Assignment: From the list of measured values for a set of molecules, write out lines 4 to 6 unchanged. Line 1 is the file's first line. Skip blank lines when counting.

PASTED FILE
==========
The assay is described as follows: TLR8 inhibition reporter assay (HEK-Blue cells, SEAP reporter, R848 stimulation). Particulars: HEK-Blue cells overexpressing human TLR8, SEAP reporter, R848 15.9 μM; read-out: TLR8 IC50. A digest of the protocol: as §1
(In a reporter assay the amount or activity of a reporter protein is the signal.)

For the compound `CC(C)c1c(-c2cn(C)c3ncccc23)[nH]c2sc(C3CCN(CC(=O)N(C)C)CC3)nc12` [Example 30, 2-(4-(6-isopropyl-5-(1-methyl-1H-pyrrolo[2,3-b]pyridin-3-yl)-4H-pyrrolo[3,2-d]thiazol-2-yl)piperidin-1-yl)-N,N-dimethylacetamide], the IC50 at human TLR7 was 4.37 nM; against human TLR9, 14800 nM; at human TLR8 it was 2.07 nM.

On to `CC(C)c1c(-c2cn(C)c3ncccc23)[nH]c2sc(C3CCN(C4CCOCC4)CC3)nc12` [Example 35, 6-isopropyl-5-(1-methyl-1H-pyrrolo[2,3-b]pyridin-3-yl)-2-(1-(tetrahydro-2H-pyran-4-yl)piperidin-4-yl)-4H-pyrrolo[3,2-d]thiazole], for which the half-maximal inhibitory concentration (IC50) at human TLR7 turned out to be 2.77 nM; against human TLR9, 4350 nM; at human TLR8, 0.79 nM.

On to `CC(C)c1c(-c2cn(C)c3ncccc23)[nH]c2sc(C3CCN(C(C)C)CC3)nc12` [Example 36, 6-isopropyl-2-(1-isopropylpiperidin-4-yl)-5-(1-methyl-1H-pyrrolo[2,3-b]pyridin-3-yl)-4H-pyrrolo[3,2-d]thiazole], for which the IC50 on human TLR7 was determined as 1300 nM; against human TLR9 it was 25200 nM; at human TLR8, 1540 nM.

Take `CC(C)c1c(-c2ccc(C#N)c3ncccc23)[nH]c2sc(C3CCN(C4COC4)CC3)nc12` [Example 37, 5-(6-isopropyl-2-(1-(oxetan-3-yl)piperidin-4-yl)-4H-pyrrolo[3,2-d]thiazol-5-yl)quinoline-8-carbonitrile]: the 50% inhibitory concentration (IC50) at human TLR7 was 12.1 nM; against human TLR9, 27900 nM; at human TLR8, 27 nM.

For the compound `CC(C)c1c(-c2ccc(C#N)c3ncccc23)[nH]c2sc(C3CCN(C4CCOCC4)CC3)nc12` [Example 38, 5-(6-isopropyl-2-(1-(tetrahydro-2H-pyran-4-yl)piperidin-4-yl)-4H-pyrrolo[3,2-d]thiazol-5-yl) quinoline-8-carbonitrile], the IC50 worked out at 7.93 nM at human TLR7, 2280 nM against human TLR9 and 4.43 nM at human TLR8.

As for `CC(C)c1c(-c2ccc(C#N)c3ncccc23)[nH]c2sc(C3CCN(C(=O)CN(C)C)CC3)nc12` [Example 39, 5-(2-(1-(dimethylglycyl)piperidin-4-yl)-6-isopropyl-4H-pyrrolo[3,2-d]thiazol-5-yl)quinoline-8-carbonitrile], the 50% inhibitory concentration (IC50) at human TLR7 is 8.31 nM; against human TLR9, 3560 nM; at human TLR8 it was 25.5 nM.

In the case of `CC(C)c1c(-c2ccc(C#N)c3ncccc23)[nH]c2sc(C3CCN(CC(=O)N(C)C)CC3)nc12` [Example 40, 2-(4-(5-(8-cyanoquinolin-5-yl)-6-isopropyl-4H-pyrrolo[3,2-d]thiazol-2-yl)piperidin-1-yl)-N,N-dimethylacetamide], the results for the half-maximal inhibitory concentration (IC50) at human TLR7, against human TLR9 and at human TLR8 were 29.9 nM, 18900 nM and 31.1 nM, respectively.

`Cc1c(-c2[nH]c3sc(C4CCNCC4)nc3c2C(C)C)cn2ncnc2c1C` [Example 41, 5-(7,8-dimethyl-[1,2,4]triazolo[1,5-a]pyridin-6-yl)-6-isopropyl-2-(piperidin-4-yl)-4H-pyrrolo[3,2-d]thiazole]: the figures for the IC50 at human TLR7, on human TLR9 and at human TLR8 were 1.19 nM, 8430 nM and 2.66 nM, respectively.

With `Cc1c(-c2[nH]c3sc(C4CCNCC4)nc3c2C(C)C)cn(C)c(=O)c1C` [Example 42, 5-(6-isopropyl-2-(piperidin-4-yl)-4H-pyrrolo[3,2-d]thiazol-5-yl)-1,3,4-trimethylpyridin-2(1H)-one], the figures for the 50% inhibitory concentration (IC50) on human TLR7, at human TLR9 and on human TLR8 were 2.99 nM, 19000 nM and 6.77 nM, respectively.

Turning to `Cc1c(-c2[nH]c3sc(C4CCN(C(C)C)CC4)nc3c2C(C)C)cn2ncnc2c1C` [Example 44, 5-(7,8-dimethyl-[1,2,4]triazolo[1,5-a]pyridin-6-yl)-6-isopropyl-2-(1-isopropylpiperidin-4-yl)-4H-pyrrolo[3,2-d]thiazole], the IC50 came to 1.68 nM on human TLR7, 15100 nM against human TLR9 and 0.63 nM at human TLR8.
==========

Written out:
On to `CC(C)c1c(-c2cn(C)c3ncccc23)[nH]c2sc(C3CCN(C4CCOCC4)CC3)nc12` [Example 35, 6-isopropyl-5-(1-methyl-1H-pyrrolo[2,3-b]pyridin-3-yl)-2-(1-(tetrahydro-2H-pyran-4-yl)piperidin-4-yl)-4H-pyrrolo[3,2-d]thiazole], for which the half-maximal inhibitory concentration (IC50) at human TLR7 turned out to be 2.77 nM; against human TLR9, 4350 nM; at human TLR8, 0.79 nM.

On to `CC(C)c1c(-c2cn(C)c3ncccc23)[nH]c2sc(C3CCN(C(C)C)CC3)nc12` [Example 36, 6-isopropyl-2-(1-isopropylpiperidin-4-yl)-5-(1-methyl-1H-pyrrolo[2,3-b]pyridin-3-yl)-4H-pyrrolo[3,2-d]thiazole], for which the IC50 on human TLR7 was determined as 1300 nM; against human TLR9 it was 25200 nM; at human TLR8, 1540 nM.

Take `CC(C)c1c(-c2ccc(C#N)c3ncccc23)[nH]c2sc(C3CCN(C4COC4)CC3)nc12` [Example 37, 5-(6-isopropyl-2-(1-(oxetan-3-yl)piperidin-4-yl)-4H-pyrrolo[3,2-d]thiazol-5-yl)quinoline-8-carbonitrile]: the 50% inhibitory concentration (IC50) at human TLR7 was 12.1 nM; against human TLR9, 27900 nM; at human TLR8, 27 nM.